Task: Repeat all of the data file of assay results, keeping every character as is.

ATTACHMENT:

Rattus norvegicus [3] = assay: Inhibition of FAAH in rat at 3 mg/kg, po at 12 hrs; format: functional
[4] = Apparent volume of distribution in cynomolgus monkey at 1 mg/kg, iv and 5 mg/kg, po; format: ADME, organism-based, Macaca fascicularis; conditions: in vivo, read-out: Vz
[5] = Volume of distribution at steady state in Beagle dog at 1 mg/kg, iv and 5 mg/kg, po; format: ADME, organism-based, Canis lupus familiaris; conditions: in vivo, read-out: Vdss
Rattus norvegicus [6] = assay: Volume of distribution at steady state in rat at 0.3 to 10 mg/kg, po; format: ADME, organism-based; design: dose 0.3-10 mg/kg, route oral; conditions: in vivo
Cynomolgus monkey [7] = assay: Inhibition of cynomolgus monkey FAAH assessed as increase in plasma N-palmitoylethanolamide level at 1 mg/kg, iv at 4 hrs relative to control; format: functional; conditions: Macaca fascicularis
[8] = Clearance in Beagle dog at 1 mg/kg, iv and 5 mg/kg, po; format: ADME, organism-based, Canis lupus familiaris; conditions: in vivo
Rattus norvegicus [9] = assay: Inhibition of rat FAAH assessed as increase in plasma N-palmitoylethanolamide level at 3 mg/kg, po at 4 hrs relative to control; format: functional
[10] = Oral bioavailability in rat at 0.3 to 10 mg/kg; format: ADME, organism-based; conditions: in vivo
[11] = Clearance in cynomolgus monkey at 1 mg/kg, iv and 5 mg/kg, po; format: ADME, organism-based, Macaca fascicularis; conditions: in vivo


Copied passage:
Rattus norvegicus [3] = assay: Inhibition of FAAH in rat at 3 mg/kg, po at 12 hrs; format: functional
[4] = Apparent volume of distribution in cynomolgus monkey at 1 mg/kg, iv and 5 mg/kg, po; format: ADME, organism-based, Macaca fascicularis; conditions: in vivo, read-out: Vz
[5] = Volume of distribution at steady state in Beagle dog at 1 mg/kg, iv and 5 mg/kg, po; format: ADME, organism-based, Canis lupus familiaris; conditions: in vivo, read-out: Vdss
Rattus norvegicus [6] = assay: Volume of distribution at steady state in rat at 0.3 to 10 mg/kg, po; format: ADME, organism-based; design: dose 0.3-10 mg/kg, route oral; conditions: in vivo
Cynomolgus monkey [7] = assay: Inhibition of cynomolgus monkey FAAH assessed as increase in plasma N-palmitoylethanolamide level at 1 mg/kg, iv at 4 hrs relative to control; format: functional; conditions: Macaca fascicularis
[8] = Clearance in Beagle dog at 1 mg/kg, iv and 5 mg/kg, po; format: ADME, organism-based, Canis lupus familiaris; conditions: in vivo
Rattus norvegicus [9] = assay: Inhibition of rat FAAH assessed as increase in plasma N-palmitoylethanolamide level at 3 mg/kg, po at 4 hrs relative to control; format: functional
[10] = Oral bioavailability in rat at 0.3 to 10 mg/kg; format: ADME, organism-based; conditions: in vivo
[11] = Clearance in cynomolgus monkey at 1 mg/kg, iv and 5 mg/kg, po; format: ADME, organism-based, Macaca fascicularis; conditions: in vivo